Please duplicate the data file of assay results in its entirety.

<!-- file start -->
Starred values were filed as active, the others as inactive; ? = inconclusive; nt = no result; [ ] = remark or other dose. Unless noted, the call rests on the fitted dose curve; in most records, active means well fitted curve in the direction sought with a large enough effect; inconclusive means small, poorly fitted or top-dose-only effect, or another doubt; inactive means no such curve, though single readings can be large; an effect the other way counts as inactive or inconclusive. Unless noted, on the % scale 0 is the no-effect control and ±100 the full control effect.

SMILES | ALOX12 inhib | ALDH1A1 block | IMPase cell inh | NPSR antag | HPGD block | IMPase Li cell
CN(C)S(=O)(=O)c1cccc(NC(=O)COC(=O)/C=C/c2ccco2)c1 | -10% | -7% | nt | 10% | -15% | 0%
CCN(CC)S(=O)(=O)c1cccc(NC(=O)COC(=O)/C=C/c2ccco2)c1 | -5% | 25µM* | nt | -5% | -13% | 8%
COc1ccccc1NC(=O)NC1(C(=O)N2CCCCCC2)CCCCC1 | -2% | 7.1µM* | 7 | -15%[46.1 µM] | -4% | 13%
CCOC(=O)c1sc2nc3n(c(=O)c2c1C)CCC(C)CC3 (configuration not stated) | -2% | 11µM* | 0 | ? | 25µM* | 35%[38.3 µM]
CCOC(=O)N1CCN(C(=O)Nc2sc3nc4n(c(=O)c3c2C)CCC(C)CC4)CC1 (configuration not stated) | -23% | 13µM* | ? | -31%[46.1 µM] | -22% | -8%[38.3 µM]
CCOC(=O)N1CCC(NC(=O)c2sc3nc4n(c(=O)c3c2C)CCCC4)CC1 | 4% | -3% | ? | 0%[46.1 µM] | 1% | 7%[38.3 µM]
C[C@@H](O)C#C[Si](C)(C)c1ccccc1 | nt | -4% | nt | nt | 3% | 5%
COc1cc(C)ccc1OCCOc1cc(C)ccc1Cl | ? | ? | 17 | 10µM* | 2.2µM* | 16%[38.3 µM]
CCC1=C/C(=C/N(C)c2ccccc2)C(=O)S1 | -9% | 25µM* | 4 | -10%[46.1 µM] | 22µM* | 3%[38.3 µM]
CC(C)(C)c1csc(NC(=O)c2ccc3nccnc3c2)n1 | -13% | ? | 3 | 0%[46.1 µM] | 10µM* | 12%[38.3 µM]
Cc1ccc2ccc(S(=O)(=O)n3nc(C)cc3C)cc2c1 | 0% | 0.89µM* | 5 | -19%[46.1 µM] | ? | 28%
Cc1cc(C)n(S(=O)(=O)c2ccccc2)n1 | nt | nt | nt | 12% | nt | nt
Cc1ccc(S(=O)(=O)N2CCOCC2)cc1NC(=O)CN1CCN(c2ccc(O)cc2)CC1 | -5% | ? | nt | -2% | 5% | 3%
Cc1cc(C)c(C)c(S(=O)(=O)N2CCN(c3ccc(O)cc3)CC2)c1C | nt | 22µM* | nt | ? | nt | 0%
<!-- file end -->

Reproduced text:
Starred values were filed as active, the others as inactive; ? = inconclusive; nt = no result; [ ] = remark or other dose. Unless noted, the call rests on the fitted dose curve; in most records, active means well fitted curve in the direction sought with a large enough effect; inconclusive means small, poorly fitted or top-dose-only effect, or another doubt; inactive means no such curve, though single readings can be large; an effect the other way counts as inactive or inconclusive. Unless noted, on the % scale 0 is the no-effect control and ±100 the full control effect.

SMILES | ALOX12 inhib | ALDH1A1 block | IMPase cell inh | NPSR antag | HPGD block | IMPase Li cell
CN(C)S(=O)(=O)c1cccc(NC(=O)COC(=O)/C=C/c2ccco2)c1 | -10% | -7% | nt | 10% | -15% | 0%
CCN(CC)S(=O)(=O)c1cccc(NC(=O)COC(=O)/C=C/c2ccco2)c1 | -5% | 25µM* | nt | -5% | -13% | 8%
COc1ccccc1NC(=O)NC1(C(=O)N2CCCCCC2)CCCCC1 | -2% | 7.1µM* | 7 | -15%[46.1 µM] | -4% | 13%
CCOC(=O)c1sc2nc3n(c(=O)c2c1C)CCC(C)CC3 (configuration not stated) | -2% | 11µM* | 0 | ? | 25µM* | 35%[38.3 µM]
CCOC(=O)N1CCN(C(=O)Nc2sc3nc4n(c(=O)c3c2C)CCC(C)CC4)CC1 (configuration not stated) | -23% | 13µM* | ? | -31%[46.1 µM] | -22% | -8%[38.3 µM]
CCOC(=O)N1CCC(NC(=O)c2sc3nc4n(c(=O)c3c2C)CCCC4)CC1 | 4% | -3% | ? | 0%[46.1 µM] | 1% | 7%[38.3 µM]
C[C@@H](O)C#C[Si](C)(C)c1ccccc1 | nt | -4% | nt | nt | 3% | 5%
COc1cc(C)ccc1OCCOc1cc(C)ccc1Cl | ? | ? | 17 | 10µM* | 2.2µM* | 16%[38.3 µM]
CCC1=C/C(=C/N(C)c2ccccc2)C(=O)S1 | -9% | 25µM* | 4 | -10%[46.1 µM] | 22µM* | 3%[38.3 µM]
CC(C)(C)c1csc(NC(=O)c2ccc3nccnc3c2)n1 | -13% | ? | 3 | 0%[46.1 µM] | 10µM* | 12%[38.3 µM]
Cc1ccc2ccc(S(=O)(=O)n3nc(C)cc3C)cc2c1 | 0% | 0.89µM* | 5 | -19%[46.1 µM] | ? | 28%
Cc1cc(C)n(S(=O)(=O)c2ccccc2)n1 | nt | nt | nt | 12% | nt | nt
Cc1ccc(S(=O)(=O)N2CCOCC2)cc1NC(=O)CN1CCN(c2ccc(O)cc2)CC1 | -5% | ? | nt | -2% | 5% | 3%
Cc1cc(C)c(C)c(S(=O)(=O)N2CCN(c3ccc(O)cc3)CC2)c1C | nt | 22µM* | nt | ? | nt | 0%